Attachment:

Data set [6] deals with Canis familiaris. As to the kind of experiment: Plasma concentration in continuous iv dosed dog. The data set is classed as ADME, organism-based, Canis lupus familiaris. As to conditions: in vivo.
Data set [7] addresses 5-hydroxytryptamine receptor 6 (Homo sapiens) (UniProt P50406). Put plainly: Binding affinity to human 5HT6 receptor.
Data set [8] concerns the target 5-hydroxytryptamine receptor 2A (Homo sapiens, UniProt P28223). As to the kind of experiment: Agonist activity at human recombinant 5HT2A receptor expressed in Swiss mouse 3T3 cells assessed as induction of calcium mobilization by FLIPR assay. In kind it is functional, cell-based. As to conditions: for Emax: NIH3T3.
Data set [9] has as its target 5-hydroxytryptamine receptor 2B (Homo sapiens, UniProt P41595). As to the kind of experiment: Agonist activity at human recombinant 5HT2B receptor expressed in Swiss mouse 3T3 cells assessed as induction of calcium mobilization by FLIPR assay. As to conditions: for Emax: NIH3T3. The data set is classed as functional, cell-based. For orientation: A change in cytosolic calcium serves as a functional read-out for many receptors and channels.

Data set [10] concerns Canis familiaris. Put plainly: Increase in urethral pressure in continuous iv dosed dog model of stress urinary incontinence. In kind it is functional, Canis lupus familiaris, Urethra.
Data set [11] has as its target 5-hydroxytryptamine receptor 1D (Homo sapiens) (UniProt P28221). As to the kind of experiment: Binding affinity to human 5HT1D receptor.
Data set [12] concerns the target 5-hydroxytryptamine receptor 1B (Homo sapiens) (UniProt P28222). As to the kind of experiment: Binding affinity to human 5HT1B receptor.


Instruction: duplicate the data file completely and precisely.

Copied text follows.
Data set [6] deals with Canis familiaris. As to the kind of experiment: Plasma concentration in continuous iv dosed dog. The data set is classed as ADME, organism-based, Canis lupus familiaris. As to conditions: in vivo.
Data set [7] addresses 5-hydroxytryptamine receptor 6 (Homo sapiens) (UniProt P50406). Put plainly: Binding affinity to human 5HT6 receptor.
Data set [8] concerns the target 5-hydroxytryptamine receptor 2A (Homo sapiens, UniProt P28223). As to the kind of experiment: Agonist activity at human recombinant 5HT2A receptor expressed in Swiss mouse 3T3 cells assessed as induction of calcium mobilization by FLIPR assay. In kind it is functional, cell-based. As to conditions: for Emax: NIH3T3.
Data set [9] has as its target 5-hydroxytryptamine receptor 2B (Homo sapiens, UniProt P41595). As to the kind of experiment: Agonist activity at human recombinant 5HT2B receptor expressed in Swiss mouse 3T3 cells assessed as induction of calcium mobilization by FLIPR assay. As to conditions: for Emax: NIH3T3. The data set is classed as functional, cell-based. For orientation: A change in cytosolic calcium serves as a functional read-out for many receptors and channels.

Data set [10] concerns Canis familiaris. Put plainly: Increase in urethral pressure in continuous iv dosed dog model of stress urinary incontinence. In kind it is functional, Canis lupus familiaris, Urethra.
Data set [11] has as its target 5-hydroxytryptamine receptor 1D (Homo sapiens) (UniProt P28221). As to the kind of experiment: Binding affinity to human 5HT1D receptor.
Data set [12] concerns the target 5-hydroxytryptamine receptor 1B (Homo sapiens) (UniProt P28222). As to the kind of experiment: Binding affinity to human 5HT1B receptor.